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“a gay, black, half-Jewish transvestite art-school prankster who can rhyme”

April 10, 2013

Quattlebaum argues that hip-hop, with all its swag, has a rich a history of weird, a long line of artists subverting gender norms just as they have done in “whiter” genres like glam rock and pop. This is a community with room for Cam’ron and his pink furs, for Kanye West and his leather skirts and Céline women’s wear, for Tupac and his immaculately groomed eyebrows. Even the most explicitly homophobic rappers regularly accessorize with more jewelry than a Tiffany’s window. “Do you not think that with all that flamboyant imagery, gay children were not getting turned on to, like, what was going on? Or not relating to it?” asks Quattlebaum. “It’s like, who is really fooling who?”

Michael Quattlebaum Jr. putting on a push-up bra and becoming Mykki Blanco onstage is fundamentally not that different from André Benjamin putting on a polka-dotted bow tie and becoming André 3000. As for the much-debated “authenticity” issue, Quattlebaum has zero patience for such policing. “I know what ‘keeping it real’ means,” he says. “Everyone knows what ‘keeping it real’ means. But when you’re an entertainer, you’re not supposed to be keeping it real. No, I am not ‘keeping it real,’” he says emphatically. “And none of you are.”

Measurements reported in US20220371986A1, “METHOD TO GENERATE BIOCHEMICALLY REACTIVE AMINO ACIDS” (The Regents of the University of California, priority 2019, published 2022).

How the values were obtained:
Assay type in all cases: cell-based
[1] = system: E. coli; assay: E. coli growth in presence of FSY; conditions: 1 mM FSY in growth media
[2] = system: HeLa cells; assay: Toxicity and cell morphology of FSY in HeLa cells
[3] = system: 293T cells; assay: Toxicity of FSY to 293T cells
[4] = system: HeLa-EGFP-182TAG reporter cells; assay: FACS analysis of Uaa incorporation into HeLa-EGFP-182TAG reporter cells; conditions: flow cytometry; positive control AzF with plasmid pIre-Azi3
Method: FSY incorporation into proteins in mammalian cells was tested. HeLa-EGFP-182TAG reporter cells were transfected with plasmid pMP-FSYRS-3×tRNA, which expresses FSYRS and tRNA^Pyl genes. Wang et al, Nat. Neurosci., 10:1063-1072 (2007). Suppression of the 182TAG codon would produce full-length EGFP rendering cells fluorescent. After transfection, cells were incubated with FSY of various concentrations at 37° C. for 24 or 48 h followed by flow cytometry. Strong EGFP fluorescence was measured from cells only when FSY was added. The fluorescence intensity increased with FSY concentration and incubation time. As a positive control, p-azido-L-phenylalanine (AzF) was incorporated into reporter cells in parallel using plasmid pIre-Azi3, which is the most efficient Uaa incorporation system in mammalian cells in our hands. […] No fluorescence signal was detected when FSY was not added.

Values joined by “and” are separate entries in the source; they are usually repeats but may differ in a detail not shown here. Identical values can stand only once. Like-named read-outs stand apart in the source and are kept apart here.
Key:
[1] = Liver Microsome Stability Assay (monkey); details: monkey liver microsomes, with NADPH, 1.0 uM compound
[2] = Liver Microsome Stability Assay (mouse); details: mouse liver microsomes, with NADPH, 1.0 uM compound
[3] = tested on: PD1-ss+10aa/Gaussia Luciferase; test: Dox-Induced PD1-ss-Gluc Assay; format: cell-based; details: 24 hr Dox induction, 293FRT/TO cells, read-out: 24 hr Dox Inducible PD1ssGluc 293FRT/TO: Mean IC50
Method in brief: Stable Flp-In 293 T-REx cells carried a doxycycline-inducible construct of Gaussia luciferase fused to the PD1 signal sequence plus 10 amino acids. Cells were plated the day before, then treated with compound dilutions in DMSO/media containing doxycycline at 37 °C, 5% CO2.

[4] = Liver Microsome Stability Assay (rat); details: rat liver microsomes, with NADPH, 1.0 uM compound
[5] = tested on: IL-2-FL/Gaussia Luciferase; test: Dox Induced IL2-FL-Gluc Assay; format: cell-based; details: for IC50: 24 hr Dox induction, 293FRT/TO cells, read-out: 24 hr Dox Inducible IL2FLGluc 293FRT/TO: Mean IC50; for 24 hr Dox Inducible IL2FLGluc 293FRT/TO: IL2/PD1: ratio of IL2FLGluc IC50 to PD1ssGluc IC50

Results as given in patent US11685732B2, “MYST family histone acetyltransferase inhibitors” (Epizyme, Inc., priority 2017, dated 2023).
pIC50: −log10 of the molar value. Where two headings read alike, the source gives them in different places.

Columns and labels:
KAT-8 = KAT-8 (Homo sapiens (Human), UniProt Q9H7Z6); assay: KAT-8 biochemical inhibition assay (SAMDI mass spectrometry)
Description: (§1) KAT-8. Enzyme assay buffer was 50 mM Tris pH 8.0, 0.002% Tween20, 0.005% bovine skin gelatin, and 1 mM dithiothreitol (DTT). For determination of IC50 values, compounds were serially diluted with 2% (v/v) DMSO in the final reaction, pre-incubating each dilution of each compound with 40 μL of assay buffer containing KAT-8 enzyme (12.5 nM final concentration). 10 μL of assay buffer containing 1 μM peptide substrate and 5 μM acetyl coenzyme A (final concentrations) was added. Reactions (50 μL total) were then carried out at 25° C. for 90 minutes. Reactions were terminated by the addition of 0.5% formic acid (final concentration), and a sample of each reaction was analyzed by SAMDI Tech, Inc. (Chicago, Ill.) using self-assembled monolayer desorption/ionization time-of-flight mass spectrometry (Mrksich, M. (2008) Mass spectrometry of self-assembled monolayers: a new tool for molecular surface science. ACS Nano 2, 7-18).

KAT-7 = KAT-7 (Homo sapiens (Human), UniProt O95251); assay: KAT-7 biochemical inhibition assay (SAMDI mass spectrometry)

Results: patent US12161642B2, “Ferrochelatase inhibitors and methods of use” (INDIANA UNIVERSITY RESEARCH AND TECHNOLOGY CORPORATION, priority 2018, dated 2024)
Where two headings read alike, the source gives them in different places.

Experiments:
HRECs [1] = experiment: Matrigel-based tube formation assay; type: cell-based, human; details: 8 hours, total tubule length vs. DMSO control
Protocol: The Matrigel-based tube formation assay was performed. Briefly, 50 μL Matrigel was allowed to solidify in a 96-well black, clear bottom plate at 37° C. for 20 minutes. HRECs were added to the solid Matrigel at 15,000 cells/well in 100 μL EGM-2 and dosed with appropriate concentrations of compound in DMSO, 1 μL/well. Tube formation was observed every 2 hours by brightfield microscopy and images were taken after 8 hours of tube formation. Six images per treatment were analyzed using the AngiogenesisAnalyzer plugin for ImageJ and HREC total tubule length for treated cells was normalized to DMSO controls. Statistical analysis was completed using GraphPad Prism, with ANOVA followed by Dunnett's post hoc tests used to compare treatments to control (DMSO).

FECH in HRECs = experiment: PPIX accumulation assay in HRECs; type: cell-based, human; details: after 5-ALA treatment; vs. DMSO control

He sounds a little sick of reading (and being interviewed for) “queer rap” trend stories such as those that have appeared in recent months in DetailsThe Guardian, and Pitchfork—the endless chronicles of Le1f, Zebra Katz, Ocean, and Odd Future’s DJ Syd the Kid. And he takes offense at the idea that they are all “struggling for acceptance” in their community. “Do you guys realize that if the music wasn’t good, this would be nothing? That your culture piece, that your trend piece, would be nothing?” he asks. “It’s not that I am trying to derail you from all of the glorious political implications, and the connecting of dots, and the feeling you have that this is something brand new—but it’s not.

“It’s like, no. My fans are 15-year-olds on Tumblr who get all of my references,” he continues. “If I was struggling to find acceptance, I wouldn’t have a fucking booking agent.”

Read More | “The Making of Mykki Blanco” | Jenna Sauers | The Village Voice